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Improve noun/verb and verb/verb agreement; minor punctuation changes

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commit 90928d4dc05430b0efb5aac093215ffc11f6d5cf 1 parent 4dfaa1f
Sam Umbach sumbach authored
Showing with 8 additions and 8 deletions.
  1. +8 −8 gem-development.md
16 gem-development.md
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@@ -18,7 +18,7 @@ To begin to create a gem using Bundler, use the `bundle gem` command like this:
We call our gem `foodie` because this gem is going to do a couple of things around food, such as portraying them as either "Delicious!" or "Gross!". Stay tuned.
-This command creates a [scaffold directory](gem-scaffold/foodie) for our new gem and if we have Git installed initializes a Git repository in this directory so we can start committing right away. The files generated are:
+This command creates a [scaffold directory](gem-scaffold/foodie) for our new gem and, if we have Git installed, initializes a Git repository in this directory so we can start committing right away. The files generated are:
* [**Gemfile**](gem-scaffold/foodie/Gemfile): Used to manage gem dependencies for our library's development. This file contains a `gemspec` line meaning that Bundler will include dependencies specified in _foodie.gemspec_ too. It's best practice to specify all the gems that our library depends on in the _gemspec_.
@@ -44,7 +44,7 @@ To get started with writing our tests, we'll create a _spec_ directory at the ro
s.add_development_dependency "rspec", "~> 2.6"
-Because we have the `gemspec` method call in our _Gemfile_, Bundler will automatically add this gem to a group called "development" which then we can reference any time we want to load these gems with this line:
+Because we have the `gemspec` method call in our _Gemfile_, Bundler will automatically add this gem to a group called "development" which then we can reference any time we want to load these gems with the following line:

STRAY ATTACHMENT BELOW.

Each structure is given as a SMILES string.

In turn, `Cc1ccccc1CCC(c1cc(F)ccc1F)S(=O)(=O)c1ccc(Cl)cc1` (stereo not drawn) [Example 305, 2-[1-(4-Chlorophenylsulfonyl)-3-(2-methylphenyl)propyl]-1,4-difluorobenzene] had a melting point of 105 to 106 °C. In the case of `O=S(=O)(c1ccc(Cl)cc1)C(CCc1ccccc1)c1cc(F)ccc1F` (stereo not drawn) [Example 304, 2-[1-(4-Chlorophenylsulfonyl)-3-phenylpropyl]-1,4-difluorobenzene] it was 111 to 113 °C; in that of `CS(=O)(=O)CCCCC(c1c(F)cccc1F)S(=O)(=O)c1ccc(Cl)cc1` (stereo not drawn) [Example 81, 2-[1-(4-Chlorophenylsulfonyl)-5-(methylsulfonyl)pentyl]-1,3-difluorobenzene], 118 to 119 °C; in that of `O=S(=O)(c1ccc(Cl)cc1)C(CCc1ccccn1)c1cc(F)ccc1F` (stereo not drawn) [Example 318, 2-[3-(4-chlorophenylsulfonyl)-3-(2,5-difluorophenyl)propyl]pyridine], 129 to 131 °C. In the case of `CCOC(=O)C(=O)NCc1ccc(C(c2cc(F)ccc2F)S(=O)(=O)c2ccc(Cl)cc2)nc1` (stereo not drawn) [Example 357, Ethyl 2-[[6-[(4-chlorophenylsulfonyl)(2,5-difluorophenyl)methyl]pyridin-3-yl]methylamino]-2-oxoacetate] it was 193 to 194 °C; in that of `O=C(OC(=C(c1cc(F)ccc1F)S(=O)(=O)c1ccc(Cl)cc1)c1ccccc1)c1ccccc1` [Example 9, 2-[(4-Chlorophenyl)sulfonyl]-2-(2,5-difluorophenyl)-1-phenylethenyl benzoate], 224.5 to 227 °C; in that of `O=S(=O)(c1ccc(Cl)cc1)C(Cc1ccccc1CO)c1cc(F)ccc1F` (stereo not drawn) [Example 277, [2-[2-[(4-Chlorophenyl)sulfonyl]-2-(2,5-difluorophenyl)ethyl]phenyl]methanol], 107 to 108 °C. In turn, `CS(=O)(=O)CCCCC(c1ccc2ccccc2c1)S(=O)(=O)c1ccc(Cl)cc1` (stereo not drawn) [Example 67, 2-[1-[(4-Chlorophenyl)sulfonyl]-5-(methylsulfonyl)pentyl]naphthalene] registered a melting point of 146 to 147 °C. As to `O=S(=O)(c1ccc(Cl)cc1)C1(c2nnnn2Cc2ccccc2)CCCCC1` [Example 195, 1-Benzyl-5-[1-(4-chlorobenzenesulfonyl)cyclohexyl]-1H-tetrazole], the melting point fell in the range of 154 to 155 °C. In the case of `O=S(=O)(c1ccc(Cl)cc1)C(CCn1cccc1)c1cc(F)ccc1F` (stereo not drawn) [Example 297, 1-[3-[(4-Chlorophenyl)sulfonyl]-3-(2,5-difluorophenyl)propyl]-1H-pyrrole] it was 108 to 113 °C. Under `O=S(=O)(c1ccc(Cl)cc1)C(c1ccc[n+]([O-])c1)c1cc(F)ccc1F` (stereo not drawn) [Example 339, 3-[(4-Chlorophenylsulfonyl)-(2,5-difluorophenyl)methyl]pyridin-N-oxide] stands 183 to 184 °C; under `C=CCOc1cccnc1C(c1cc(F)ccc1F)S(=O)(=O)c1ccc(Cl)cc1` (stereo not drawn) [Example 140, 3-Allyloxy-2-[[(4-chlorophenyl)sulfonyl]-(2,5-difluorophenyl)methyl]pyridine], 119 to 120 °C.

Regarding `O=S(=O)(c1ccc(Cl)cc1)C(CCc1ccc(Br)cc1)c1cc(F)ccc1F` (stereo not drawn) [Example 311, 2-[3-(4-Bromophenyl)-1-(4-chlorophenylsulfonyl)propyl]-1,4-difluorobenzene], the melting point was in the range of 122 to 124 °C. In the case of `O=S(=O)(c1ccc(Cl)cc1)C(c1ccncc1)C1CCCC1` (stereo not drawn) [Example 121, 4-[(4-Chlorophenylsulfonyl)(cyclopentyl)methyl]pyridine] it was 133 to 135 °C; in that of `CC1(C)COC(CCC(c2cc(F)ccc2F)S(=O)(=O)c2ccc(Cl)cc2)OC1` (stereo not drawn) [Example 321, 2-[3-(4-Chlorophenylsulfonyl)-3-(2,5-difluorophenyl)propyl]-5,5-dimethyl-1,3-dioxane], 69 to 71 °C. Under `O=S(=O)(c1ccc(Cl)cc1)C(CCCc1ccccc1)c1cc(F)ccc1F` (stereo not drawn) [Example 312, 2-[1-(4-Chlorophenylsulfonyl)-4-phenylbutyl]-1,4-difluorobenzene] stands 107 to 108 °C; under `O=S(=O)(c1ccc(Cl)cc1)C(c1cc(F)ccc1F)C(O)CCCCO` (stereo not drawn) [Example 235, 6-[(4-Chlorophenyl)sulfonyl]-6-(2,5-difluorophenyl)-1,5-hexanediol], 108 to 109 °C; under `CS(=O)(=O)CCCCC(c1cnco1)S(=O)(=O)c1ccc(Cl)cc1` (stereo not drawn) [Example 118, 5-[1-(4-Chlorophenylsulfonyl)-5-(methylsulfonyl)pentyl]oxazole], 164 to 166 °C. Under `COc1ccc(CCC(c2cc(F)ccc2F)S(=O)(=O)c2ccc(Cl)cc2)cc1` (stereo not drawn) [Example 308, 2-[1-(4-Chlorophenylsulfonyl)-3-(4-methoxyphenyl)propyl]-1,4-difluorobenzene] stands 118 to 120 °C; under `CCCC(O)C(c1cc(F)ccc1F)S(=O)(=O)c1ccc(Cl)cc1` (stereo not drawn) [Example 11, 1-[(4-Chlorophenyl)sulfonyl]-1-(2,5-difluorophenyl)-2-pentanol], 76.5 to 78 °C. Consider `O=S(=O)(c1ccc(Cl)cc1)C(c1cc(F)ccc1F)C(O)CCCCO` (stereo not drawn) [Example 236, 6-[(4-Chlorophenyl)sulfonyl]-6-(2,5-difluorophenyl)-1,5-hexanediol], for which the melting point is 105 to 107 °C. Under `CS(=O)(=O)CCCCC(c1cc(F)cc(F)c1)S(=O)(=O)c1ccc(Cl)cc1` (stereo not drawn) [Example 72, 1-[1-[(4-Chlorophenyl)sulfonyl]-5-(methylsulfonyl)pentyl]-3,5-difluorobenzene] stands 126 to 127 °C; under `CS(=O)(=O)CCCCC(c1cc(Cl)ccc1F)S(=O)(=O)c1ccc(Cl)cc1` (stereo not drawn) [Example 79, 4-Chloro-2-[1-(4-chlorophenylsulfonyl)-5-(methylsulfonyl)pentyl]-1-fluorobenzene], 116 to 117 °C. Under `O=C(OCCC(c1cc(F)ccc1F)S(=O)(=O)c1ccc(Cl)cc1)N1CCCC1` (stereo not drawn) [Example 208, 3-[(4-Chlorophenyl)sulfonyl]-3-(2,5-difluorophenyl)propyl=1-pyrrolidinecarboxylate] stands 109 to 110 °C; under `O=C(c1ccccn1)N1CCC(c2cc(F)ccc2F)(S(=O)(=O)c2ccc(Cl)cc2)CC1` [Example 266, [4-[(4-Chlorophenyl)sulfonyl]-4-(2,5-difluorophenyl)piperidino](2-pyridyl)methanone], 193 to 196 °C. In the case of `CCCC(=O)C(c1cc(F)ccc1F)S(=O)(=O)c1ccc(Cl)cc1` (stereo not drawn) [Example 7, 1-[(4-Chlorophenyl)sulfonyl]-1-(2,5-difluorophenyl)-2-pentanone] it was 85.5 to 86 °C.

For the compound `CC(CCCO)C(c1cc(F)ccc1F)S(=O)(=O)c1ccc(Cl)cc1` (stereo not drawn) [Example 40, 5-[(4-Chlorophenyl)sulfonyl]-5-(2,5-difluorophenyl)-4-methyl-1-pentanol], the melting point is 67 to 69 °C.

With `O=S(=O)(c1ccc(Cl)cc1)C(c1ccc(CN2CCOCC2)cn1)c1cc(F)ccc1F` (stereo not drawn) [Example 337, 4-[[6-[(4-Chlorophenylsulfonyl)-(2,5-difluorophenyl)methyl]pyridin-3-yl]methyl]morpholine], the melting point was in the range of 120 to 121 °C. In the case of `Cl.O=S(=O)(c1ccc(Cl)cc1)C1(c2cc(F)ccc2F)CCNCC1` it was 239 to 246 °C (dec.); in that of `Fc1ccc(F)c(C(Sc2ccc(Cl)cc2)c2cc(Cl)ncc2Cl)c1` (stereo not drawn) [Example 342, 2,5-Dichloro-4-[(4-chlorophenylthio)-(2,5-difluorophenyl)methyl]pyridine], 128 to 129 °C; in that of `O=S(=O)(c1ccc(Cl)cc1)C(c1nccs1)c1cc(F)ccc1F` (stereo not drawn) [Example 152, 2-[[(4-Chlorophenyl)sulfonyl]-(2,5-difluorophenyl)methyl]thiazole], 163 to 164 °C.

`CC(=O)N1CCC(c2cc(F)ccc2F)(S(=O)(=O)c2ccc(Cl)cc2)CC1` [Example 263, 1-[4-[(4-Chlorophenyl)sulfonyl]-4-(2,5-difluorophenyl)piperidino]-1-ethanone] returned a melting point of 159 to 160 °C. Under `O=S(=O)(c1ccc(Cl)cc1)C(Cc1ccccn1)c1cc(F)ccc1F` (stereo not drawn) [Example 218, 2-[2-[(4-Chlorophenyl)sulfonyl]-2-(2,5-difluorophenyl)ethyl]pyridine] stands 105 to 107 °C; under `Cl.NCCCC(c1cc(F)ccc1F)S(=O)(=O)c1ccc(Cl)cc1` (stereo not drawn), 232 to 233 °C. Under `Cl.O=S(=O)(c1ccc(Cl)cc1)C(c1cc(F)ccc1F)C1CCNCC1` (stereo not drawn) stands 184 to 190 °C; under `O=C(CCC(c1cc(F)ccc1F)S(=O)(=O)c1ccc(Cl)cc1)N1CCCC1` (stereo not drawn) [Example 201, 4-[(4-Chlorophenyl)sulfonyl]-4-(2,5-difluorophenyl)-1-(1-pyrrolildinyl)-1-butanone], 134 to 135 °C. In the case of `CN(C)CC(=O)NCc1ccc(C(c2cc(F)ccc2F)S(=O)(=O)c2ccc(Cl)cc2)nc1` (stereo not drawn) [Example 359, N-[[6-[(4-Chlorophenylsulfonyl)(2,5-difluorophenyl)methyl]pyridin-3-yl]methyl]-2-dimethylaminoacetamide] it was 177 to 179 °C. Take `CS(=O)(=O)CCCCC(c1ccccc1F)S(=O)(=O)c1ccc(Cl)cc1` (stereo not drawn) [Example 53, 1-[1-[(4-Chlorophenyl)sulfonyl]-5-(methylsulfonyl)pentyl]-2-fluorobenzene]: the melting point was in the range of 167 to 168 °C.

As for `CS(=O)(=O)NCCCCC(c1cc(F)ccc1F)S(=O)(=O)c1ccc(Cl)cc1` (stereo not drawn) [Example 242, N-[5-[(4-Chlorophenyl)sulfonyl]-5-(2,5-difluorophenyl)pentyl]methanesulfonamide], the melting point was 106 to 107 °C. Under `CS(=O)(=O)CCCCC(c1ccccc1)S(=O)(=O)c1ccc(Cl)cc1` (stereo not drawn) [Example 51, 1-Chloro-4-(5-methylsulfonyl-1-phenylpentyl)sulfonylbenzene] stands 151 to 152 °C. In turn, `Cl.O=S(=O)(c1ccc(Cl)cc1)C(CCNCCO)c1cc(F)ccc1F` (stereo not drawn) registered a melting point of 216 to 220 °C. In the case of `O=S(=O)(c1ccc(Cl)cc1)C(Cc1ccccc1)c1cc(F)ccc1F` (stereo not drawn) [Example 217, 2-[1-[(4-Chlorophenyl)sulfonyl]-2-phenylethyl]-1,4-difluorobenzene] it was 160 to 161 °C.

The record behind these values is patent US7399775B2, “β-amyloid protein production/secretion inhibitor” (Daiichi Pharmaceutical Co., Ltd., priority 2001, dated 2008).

Bundler.require(:default, :development)
@@ -52,15 +52,15 @@ The benefit of putting this dependency specification inside of _foodie.gemspec_
When we run `bundle install`, rspec will be installed for this library and any other library we use with Bundler, but not for the system. This is an important distinction to make: any gem installed by Bundler will not muck about with gems installed by `gem install`. It is effectively a sandboxed environment. It is best practice to use Bundler to manage our gems so that we do not have gem version conflicts.
-By running `bundle install`, Bundler will generate the **extremely important** _Gemfile.lock_ file. This file is responsible for ensuring that every system this library is developed on has the *exact same* gems and so it should always be checked into version control. For more information on this file [read "THE GEMFILE.LOCK" section of the `bundle install` manpage](https://github.com/carlhuda/bundler/blob/1-0-stable/man/bundle-install.ronn#L226-246).
+By running `bundle install`, Bundler will generate the **extremely important** _Gemfile.lock_ file. This file is responsible for ensuring that every system this library is developed on has the *exact same* gems so it should always be checked into version control. For more information on this file [read "THE GEMFILE.LOCK" section of the `bundle install` manpage](https://github.com/carlhuda/bundler/blob/1-0-stable/man/bundle-install.ronn#L226-246).